KNPR: The Little Rascals Revisited

Interview with Julia Lee: It was as I got older that I would look back on the films with a great deal of nostalgia but also but also with a lot of questions since as I got older I started to see these problematic racial portrayals that many people commented on in later years.

Our Gang by Julia LeeThe Little Rascals was a staple of children’s television beginning in the 1950s. Many kids of that era thought Farina, Stymie, Darla, Alfalfa, and Buckwheat - and the other Rascals - were playmates created just for them.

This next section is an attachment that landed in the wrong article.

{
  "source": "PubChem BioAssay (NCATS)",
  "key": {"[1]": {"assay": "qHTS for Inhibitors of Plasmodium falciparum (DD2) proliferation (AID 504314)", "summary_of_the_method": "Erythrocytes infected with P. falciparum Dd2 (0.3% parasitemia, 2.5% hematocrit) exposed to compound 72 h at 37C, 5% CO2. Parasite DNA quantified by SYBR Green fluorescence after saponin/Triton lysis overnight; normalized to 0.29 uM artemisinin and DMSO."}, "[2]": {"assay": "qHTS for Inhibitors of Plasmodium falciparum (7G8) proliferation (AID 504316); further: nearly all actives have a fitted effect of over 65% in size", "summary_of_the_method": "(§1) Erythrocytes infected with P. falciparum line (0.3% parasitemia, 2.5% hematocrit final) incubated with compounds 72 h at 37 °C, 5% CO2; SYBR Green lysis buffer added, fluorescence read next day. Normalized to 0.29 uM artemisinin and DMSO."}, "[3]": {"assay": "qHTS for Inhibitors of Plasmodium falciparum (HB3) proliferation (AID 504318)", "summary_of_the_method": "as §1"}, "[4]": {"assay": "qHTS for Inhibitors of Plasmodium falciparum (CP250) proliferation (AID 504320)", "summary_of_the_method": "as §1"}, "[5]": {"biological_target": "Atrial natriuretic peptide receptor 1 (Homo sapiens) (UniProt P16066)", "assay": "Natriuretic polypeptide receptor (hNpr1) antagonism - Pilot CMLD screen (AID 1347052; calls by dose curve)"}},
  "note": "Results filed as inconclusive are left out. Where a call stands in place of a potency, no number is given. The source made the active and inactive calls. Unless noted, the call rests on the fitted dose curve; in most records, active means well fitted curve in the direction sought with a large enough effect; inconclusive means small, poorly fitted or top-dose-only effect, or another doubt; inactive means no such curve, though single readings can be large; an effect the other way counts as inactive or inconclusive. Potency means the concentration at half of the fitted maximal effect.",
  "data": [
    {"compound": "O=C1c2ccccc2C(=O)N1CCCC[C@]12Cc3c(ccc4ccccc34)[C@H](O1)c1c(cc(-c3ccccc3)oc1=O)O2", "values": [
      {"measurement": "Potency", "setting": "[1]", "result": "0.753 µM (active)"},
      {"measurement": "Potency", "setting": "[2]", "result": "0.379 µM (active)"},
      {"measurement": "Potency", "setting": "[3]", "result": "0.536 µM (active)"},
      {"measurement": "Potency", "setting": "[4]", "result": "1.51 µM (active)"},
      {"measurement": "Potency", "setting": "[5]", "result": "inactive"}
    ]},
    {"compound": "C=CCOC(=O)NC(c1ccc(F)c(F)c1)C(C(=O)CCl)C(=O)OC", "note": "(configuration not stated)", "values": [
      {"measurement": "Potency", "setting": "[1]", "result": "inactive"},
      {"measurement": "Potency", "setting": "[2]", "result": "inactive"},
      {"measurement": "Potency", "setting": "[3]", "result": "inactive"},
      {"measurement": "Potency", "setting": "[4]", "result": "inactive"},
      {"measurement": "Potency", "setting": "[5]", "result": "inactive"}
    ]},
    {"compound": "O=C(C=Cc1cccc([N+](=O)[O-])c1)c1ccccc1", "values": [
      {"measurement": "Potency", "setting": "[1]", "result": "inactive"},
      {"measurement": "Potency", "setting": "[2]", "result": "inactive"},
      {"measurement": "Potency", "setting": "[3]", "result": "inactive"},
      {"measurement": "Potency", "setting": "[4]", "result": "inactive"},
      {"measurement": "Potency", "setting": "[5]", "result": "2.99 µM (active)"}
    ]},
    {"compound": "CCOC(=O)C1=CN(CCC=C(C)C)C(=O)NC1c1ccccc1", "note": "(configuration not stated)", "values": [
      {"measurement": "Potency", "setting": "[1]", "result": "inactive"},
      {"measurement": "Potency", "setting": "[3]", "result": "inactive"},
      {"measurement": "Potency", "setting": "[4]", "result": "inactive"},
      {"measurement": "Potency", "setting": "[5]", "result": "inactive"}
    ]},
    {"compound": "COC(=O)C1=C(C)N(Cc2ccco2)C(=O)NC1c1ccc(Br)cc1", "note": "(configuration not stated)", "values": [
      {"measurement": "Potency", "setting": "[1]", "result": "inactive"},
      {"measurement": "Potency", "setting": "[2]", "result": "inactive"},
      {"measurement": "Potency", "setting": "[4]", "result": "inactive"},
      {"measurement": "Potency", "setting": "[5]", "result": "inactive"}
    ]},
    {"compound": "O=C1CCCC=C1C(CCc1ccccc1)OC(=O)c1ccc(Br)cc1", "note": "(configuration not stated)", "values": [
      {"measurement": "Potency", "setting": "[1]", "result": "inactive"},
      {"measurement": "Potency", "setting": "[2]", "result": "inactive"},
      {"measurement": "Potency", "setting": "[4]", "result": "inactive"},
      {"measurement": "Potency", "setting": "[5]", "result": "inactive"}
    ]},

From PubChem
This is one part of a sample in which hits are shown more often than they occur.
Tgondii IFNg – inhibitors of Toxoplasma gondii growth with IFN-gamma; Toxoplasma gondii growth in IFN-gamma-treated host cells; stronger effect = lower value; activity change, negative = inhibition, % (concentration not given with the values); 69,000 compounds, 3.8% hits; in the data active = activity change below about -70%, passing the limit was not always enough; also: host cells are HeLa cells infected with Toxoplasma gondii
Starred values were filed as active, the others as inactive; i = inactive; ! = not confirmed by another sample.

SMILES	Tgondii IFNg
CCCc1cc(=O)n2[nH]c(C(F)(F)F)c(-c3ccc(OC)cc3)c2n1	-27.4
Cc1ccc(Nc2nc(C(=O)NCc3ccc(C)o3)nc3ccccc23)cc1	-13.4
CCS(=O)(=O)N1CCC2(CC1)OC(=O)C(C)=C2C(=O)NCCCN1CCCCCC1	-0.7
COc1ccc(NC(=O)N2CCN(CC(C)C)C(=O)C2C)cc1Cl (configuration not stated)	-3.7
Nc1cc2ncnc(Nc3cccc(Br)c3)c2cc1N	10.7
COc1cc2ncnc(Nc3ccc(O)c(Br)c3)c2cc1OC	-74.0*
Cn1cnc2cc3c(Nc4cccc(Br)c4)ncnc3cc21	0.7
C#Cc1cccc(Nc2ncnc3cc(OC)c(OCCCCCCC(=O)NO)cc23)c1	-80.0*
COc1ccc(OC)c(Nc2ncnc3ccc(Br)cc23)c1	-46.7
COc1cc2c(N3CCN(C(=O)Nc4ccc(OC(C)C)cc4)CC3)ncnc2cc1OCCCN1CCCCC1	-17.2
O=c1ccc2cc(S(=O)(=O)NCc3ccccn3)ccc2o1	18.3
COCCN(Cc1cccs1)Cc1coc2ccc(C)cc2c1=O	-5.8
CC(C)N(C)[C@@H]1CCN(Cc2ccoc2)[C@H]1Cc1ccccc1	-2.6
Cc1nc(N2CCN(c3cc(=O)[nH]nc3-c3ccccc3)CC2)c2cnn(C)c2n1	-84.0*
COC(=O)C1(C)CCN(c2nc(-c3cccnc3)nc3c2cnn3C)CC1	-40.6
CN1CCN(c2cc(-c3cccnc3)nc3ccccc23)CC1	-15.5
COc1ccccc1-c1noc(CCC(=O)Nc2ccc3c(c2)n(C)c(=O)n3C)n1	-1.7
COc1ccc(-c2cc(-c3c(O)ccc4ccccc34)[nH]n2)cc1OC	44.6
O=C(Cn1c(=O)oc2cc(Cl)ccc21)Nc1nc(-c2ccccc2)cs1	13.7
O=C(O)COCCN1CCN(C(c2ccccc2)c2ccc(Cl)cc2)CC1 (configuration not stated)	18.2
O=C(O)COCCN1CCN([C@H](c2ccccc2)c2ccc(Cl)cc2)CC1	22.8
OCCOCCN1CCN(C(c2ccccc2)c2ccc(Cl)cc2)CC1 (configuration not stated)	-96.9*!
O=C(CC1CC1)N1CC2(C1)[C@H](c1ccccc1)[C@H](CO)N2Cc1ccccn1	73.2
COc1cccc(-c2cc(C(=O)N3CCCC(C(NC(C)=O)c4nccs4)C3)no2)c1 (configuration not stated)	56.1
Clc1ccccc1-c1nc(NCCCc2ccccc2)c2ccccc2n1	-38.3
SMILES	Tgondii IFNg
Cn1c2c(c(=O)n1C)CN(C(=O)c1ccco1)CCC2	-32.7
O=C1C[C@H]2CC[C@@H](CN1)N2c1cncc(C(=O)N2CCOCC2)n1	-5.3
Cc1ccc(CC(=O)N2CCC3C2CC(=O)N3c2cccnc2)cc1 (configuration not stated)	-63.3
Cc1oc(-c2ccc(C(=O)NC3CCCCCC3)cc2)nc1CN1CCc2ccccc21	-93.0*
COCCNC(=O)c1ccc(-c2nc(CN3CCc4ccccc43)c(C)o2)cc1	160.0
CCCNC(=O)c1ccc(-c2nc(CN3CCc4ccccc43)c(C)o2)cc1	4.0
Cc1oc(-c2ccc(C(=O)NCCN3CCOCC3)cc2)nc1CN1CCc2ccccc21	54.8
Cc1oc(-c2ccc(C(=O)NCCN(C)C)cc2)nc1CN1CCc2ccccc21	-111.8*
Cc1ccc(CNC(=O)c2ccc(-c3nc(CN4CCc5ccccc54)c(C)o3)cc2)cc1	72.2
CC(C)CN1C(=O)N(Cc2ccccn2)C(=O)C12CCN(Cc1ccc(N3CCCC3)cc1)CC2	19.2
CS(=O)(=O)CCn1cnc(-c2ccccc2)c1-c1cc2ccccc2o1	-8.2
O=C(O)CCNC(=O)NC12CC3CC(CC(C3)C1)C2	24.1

Actually, "The Little Rascals" was launched in the 1920s by the Hal Roach Studios in Hollywood during its silent era.

First it was “Our Gang” – then “The Little Rascals” - one and two reelers – ten or twenty minute “shorts” that were run before the feature film in movie theaters.

The "Little Rascals" were hugely popular, and continued to be popular as “talkies” well into the 1930s - and beyond. In the 1950s, they were re-packaged for television, and a new audience. 

This is the most fascinating part: The Rascals were black AND white children playing together in interracial harmony. But the films were also full of ugly racial stereotypes.

Listen here.

Published in: KNPR
By: Fred Wasser